Codex Alimentarius (2001). Draft revised standard standard for honey (at step 10 of the codex procedure). Codex Alimentarius Commission, FAO, Rome, Alinorm, 25, 19-26.
[11]
Doner, W. (1997). The sugars of honey – a review, Journal of the Science of Food and Agriculture, 28: 443-456.
[12]
Durrani, A., Srivastava, P. and Verma, S. (2011). Development and quality evaluation of honey based carrot candy. J. Food Sci Technol., 48(4): 502-505.
[13]
Eleazu, C.O., Iroaganachi, M. and Okoronkwo, J. (2013). Determination of the physico-chemical composition, microbial quality and free radical scavenging activities of some commercially sold honey samples in Aba, Nigeria: ‘The effect of varying colors’ J. Nutr. Food Sci., 3(2): 189.
[14]
Escuredo, O., Seijo, M. and Fernandez-Gonzalez, M. (2011). Descriptive analysis of rubus honey from the north-west of Spain. International Journal of Food Science and Technology, 46: 2329-2336.
[15]
Ezeama, C.F. (2007). Food Microbiology, Fundamental and Applications. Natural Prints Limited, Lagos, Nigeria.
[16]
Gulfraz, M., Itkihar, F., Imran, M., Zeenat, A., Asif, S. and Shah, I. (2011). Composition analysis and antrimicrobia activity of various honey types. Pakistan. International Journal of Food Science and Technology, 46: 263–267.
[17]
Ihekoronye, A.I. and Ngoddy, P.O. (1985). Integrated Food science and Technology for the tropics. Macmillan publishers Ltd, London, pp. 124.
[18]
Iwe, M.O. (2010). Handbook of Sensory Methods and Analysis. Rojoint Communication Services Ltd., Enugu, pp. 75-78.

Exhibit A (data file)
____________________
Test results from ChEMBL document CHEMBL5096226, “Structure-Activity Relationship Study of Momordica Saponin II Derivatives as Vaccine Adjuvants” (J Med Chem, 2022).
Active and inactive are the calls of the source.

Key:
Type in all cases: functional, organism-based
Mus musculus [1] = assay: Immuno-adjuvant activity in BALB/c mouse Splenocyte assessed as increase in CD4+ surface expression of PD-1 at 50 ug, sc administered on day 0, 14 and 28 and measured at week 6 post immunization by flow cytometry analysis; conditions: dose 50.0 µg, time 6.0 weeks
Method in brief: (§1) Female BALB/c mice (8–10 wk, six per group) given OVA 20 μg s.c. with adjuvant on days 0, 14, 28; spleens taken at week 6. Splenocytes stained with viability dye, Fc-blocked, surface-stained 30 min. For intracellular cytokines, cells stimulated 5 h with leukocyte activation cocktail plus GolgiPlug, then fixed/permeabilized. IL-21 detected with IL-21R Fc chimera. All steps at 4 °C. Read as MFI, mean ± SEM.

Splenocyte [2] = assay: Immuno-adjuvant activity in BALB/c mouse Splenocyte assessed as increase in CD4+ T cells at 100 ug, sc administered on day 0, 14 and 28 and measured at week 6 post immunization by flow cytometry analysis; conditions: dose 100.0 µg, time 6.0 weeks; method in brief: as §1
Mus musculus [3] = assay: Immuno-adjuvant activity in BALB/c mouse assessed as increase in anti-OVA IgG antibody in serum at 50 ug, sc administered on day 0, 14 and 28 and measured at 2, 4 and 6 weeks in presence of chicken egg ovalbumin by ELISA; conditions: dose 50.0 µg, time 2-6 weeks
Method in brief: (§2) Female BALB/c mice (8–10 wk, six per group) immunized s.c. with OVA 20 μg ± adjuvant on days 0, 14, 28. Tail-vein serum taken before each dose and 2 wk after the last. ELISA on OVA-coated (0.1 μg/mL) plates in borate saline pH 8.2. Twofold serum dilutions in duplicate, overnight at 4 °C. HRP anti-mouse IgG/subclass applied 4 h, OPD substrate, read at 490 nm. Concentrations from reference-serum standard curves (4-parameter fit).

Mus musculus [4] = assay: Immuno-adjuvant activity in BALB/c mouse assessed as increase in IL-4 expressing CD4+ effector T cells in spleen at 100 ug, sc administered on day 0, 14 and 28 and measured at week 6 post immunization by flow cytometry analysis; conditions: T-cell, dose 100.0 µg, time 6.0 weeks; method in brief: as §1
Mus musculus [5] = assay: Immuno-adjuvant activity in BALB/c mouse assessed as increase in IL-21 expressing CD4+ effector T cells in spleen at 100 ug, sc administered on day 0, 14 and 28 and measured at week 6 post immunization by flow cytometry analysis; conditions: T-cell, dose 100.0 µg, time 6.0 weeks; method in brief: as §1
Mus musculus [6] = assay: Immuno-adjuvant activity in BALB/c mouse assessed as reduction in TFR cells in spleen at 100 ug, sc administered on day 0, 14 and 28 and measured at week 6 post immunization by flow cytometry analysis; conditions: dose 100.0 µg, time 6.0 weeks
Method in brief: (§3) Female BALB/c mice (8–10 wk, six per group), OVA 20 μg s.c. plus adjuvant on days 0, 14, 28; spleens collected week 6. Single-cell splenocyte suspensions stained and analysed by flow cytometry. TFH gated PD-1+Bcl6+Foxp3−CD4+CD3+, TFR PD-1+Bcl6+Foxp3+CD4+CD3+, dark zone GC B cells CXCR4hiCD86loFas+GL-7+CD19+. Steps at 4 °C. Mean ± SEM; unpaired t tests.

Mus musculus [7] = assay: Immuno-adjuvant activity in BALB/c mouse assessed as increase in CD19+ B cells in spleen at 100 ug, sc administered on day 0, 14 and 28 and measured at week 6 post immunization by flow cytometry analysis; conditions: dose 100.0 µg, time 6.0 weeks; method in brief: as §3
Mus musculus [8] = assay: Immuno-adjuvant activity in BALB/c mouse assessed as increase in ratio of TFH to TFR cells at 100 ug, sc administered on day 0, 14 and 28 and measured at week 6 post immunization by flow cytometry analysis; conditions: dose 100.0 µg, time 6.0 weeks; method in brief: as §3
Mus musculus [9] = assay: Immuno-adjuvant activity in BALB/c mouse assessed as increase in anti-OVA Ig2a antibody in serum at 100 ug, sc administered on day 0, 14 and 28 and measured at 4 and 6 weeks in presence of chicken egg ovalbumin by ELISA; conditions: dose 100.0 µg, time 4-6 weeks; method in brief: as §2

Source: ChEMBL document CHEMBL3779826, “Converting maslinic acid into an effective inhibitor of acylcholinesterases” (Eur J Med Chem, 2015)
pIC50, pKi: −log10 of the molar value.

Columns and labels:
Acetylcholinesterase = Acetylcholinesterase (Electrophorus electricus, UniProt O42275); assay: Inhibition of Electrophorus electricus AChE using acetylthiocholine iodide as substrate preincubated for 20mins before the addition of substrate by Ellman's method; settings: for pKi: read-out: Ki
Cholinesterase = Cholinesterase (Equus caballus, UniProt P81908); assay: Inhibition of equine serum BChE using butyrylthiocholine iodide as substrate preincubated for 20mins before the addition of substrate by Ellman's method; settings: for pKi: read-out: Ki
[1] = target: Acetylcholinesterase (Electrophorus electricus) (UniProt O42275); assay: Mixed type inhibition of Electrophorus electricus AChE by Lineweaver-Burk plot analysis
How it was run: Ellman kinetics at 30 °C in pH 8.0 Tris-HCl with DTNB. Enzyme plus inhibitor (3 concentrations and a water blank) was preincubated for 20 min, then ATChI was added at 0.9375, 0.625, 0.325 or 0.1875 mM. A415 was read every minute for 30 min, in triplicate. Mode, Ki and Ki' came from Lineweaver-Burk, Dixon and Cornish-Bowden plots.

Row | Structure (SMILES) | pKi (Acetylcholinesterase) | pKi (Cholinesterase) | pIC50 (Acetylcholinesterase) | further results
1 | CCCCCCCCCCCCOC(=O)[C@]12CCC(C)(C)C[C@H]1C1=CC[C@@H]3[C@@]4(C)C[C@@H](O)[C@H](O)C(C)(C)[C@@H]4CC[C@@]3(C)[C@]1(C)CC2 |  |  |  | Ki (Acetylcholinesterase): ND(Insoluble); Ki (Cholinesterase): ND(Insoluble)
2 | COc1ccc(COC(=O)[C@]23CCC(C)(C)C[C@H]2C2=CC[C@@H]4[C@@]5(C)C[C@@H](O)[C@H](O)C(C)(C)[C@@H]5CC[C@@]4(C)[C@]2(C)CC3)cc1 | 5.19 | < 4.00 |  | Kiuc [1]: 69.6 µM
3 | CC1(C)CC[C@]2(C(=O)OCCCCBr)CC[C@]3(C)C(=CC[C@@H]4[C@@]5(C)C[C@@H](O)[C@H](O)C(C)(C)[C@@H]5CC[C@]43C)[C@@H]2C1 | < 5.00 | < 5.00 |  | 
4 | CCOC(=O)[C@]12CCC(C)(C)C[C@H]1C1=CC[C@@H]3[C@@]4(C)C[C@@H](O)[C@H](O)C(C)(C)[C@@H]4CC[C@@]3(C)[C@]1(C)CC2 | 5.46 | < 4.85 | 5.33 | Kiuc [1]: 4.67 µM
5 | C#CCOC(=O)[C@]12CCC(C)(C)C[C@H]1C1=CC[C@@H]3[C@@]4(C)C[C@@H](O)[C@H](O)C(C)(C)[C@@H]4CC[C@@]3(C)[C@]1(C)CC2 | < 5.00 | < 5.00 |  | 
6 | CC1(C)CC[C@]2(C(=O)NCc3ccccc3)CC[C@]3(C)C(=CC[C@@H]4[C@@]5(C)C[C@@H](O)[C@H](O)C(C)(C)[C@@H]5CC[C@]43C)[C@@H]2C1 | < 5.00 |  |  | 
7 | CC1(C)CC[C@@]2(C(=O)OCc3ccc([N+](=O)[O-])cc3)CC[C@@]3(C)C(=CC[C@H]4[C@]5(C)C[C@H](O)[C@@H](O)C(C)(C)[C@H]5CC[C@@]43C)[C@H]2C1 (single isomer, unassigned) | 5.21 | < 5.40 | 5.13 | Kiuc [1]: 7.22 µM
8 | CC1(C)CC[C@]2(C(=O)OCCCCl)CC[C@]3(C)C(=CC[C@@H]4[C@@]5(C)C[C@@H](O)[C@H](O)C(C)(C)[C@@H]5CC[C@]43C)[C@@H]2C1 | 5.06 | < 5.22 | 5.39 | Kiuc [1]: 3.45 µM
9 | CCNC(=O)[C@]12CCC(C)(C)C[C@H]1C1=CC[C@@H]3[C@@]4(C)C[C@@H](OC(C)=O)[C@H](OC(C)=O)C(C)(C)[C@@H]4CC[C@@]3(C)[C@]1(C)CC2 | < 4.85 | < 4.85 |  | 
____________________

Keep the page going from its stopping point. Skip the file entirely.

[19]
Jacobs, B.M. (1999). The Chemical Analysis of Foods and Food Products. (3rd ed.) CBS Publishers and Distributors. New Delhi, India.
[20]
Khalil, M., Sulaiman, S. and Boukraa, L. (2010). Antioxidant Properties of Honey and Its Role in Preventing Health Disorder. The Open Nutraceuticals Journal, 3: 6-16.
[21]
Nombre, I., Schweitzer, P., Boussim, J. and Millogo, J. and Rasolodimby, J. (2010). Impacts of storage conditions on physicochemical characteristics of honey samples from Burkina Faso. African Journal of Food Science, Vol. 4(7): 458- 463.
[22]
Nyau, V., Mwanza, P. and Moonga, B. (2013). Physico-chemical qualities of honey harvested from different beehive types in zambia. African Journal of Food Agric. Nutrition and Development, 13(2): 7415-7427.
[23]
Onwuka, G.T. (2005) Food Analysis and instrumentation Naphthali Prints Lagos. pp. 28 -74.
[24]
Ramanauskiene, R., Stelmakiene, A., Briedis, V., Ivanauskas, L. and Jakstas, V. (2012). The quantitative analysis of biologically active compounds in Lithuanian honey. Food Chemistry, 132: 1544-1548.
[25]
Snowdon, A. and Cliver, O. (1996). Review article: Microorganisms in honey, Int. J. Food Microbiol., 31: 1- 26.
[26]
USDA. (1985). United States Department of Agriculture. Standards for Honey Grading. USDA, Washington DC.
[27]
Vanhanen, L., Emmertz, A. and Savage, G. (2011). Mineral analysis of mono-floral New Zealand honey, Food Chemistry. 128: 236–240.
[28]
Viuda-Martos, M., Ruiz-Navajas, Y., Zaldivar-Cruz, J., Kuri, V., Juana Fernandez-Lopez. J., Carbonell-Barrachina, A. and Perez-Alvarez, J. (2010). Aroma profile and physico-chemical properties of artisanal honey from Tabasco, Mexico. International Journal of Food Science and Technology, 45: 1111-1118.
[29]
Wardy, W., Saalia, F., Steiner-Asiedu, M., Budu A. and Sefa-Dedeh, S. (2009). A comparison of some physical, chemical and sensory attributes of three pineapple (Ananas comosus) varieties grown in Ghana. Afr. J. Food Sci. 3(1):022-025.
ADDRESS
Science Publishing Group
1 Rockefeller Plaza,
10th and 11th Floors,
New York, NY 10020
U.S.A.
Tel: (001)347-983-5186